Helping companies translate trends into opportunities

The human needs of belonging, enjoyment, and trust underpin five key consumer behaviour trends that will shape companies’ growth strategies in 2022 and beyond, including purpose, creator economy, gamification, hybrid lifestyles, and data privacy.

Behave have scanned 18 existing consumer and social media trends reports over the past month to identify the recurrence of trends, combine tangential trends, and overlay their expected impact for companies.

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1. Purpose is becoming a consumption compass

44% consumers are purpose-driven, they now represent the largest segment of consumers.

What is it? Consumers (particularly Gen Z’s and Millennials) are increasingly holding companies to a higher ethical standard regarding societal and environmental issues – with eco-friendliness being the poster child for what it means to be a purpose-led company. As such, consumers are increasingly weaving into their purchasing decisions what a brand stands for (i.e. its purpose) in addition to commodity factors such as price and quality, as they want to align their purchases with their values. This trend is here to stay as consumers’ expectations of societal and environmental involvement from companies is becoming implicit.

What does it mean? Companies will need to remain accountable. To do so, they will need to identify metrics that accurately reflect the progress they are making in helping advance the causes they stand for to ensure that these become a cohesive part of the brand experience and resonate with customers.


2. Creators are the go-to partners in a creator economy

50 million people around the world consider themselves to be “creators”.

What is it? Consumers are embracing a heightened sense of agency over their lives and, therefore, are looking for an active role in their relationships with brands, especially when it comes to influencing marketing, advertising, and product ideation. Today, two million of the estimated 50 million-plus creators on YouTube, Instagram, and Twitch make six-figure incomes from revenue models such as advertising, paid subscriptions, merchandise or live and virtual events. This trend is here to stay as social media platforms feed customers’ sentiment that they want to – and can – be in control of their destiny by working for themselves.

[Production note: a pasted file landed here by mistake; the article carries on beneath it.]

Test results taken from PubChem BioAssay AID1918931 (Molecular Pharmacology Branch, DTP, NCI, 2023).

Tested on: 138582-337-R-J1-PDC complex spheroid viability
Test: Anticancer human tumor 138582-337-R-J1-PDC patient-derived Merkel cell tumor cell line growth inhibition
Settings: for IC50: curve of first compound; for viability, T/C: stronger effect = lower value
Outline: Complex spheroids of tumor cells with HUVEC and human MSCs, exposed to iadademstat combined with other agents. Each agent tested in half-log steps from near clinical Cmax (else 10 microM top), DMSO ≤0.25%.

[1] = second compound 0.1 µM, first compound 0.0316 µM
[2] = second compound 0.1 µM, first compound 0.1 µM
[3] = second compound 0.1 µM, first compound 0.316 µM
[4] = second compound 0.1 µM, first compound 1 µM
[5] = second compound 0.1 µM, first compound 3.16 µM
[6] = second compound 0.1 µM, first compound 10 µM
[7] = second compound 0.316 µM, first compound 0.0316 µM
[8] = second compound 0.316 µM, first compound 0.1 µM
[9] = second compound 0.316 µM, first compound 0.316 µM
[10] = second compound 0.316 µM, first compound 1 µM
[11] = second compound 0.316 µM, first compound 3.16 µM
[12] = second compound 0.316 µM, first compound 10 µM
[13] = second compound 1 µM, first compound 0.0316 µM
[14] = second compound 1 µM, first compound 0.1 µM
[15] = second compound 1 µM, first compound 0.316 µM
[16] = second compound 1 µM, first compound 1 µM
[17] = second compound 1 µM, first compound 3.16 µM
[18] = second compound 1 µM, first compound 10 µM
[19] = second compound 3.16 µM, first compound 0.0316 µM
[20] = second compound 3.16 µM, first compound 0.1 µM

What does it mean? Companies will need to find effective ways to partner with creators. To do so, they will need to find an authentic fit with a particular creator, to build or emphasise credibility in this space, and to organise partnerships that result in long-term value for themselves and the creator.


3. Gamification is becoming ubiquitous

The gamification market is expected to grow by $17.56 billion during 2020-2024.

What is it? Consumers expect companies to offer playful content and products or experiences that grant them permission to escape their everyday life responsibilities, having endured the pandemic. That is, consumers want content, products, and experiences with game-like mechanics, as they need to be instantly motivated, delighted, and excited. Of course, some consumers – those consumers embracing a more intrinsic approach to enjoyment – will push back against gamification but, overall, this trend is here to stay.

What does it mean? Companies will need to enable consumers to escape their everyday worries, stresses, and boredom. To do so, they will need to understand the personal nature of their consumers to translate this into absorbing, personalised, and fun experiences across the entire customer journey.


4. Hybrid lifestyles are the new normal

75% of executives will invest more in delivering hybrid experiences over the next 12 months.

What is it? Consumers, across demographic segments, have tilted their lifestyles, in response to the pandemic, to an increased consumption of hybrid experiences that bring the physical world in virtual reality. These include collaborative virtual spaces, (video) streaming, and other experiences through which consumers feel a strong sense of belonging in the moment, even while physically apart. Hybrid lifestyles are set to increase as the metaverse – by creating highly mixed reality experiences that are aimed at bringing people closer by removing conventional boundaries – is gaining traction.

What does it mean? Companies will need to think about how to elevate hybrid experiences whilst catering for consumers with a wide range of digital skills and mindsets. To do so, they will need to pursue a human-first strategy, by tapping into the principles of human-centred design, to connect on a deeper level with consumers.


5. Data privacy is getting real

73% of consumers use online services which promise high data protection.

What is it? Consumers have been willing to share their data in exchange for convenience or information. But as consumers feel a growing concern about data privacy, new privacy regulations and the end of third-party cookies are putting an end to this exchange. As such, trust has become a new form of currency, as consumers need to trust to be willing to share their data. This trend is here to stay as consumers are highly supportive of existing privacy laws and are also very concerned about the use of personal data in many artificial intelligence applications.

What does it mean? Companies will need to embrace a privacy-first data strategy to effectively engage with consumers. To do so, they will need to demonstrate that they use data in a meaningful (i.e. ensure consumers are provided with valuable experiences), memorable (i.e. ensure consumers can recall sharing their information actively and voluntarily), and manageable way (i.e. ensure consumers can review and manage the way their data is used).

Dr. Alexandra Dobra-Kiel, head of behavioural research and insight

Author:Dr. Alexandra Dobra-Kiel, head of behavioural research and insight